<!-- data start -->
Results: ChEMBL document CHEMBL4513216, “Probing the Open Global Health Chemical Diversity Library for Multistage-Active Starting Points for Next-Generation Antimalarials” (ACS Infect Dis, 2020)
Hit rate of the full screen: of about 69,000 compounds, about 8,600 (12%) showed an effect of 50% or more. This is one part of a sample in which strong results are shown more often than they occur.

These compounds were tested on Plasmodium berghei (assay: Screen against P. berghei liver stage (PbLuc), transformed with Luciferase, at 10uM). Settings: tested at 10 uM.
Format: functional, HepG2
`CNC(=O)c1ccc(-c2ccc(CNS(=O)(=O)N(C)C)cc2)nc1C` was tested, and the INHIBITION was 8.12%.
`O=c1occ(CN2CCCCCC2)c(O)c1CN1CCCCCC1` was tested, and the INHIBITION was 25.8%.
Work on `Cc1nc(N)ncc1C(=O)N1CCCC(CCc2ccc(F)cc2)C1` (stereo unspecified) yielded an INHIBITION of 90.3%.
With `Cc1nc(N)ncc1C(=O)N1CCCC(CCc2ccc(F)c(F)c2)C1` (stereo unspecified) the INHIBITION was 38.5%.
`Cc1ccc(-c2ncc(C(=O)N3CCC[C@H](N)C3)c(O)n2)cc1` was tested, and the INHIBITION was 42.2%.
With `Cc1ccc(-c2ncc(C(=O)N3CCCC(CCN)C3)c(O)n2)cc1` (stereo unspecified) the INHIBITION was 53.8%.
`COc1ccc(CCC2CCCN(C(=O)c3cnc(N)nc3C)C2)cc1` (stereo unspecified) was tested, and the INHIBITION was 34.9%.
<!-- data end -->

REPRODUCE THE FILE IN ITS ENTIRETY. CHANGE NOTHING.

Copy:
Results: ChEMBL document CHEMBL4513216, “Probing the Open Global Health Chemical Diversity Library for Multistage-Active Starting Points for Next-Generation Antimalarials” (ACS Infect Dis, 2020)
Hit rate of the full screen: of about 69,000 compounds, about 8,600 (12%) showed an effect of 50% or more. This is one part of a sample in which strong results are shown more often than they occur.

These compounds were tested on Plasmodium berghei (assay: Screen against P. berghei liver stage (PbLuc), transformed with Luciferase, at 10uM). Settings: tested at 10 uM.
Format: functional, HepG2
`CNC(=O)c1ccc(-c2ccc(CNS(=O)(=O)N(C)C)cc2)nc1C` was tested, and the INHIBITION was 8.12%.
`O=c1occ(CN2CCCCCC2)c(O)c1CN1CCCCCC1` was tested, and the INHIBITION was 25.8%.
Work on `Cc1nc(N)ncc1C(=O)N1CCCC(CCc2ccc(F)cc2)C1` (stereo unspecified) yielded an INHIBITION of 90.3%.
With `Cc1nc(N)ncc1C(=O)N1CCCC(CCc2ccc(F)c(F)c2)C1` (stereo unspecified) the INHIBITION was 38.5%.
`Cc1ccc(-c2ncc(C(=O)N3CCC[C@H](N)C3)c(O)n2)cc1` was tested, and the INHIBITION was 42.2%.
With `Cc1ccc(-c2ncc(C(=O)N3CCCC(CCN)C3)c(O)n2)cc1` (stereo unspecified) the INHIBITION was 53.8%.
`COc1ccc(CCC2CCCN(C(=O)c3cnc(N)nc3C)C2)cc1` (stereo unspecified) was tested, and the INHIBITION was 34.9%.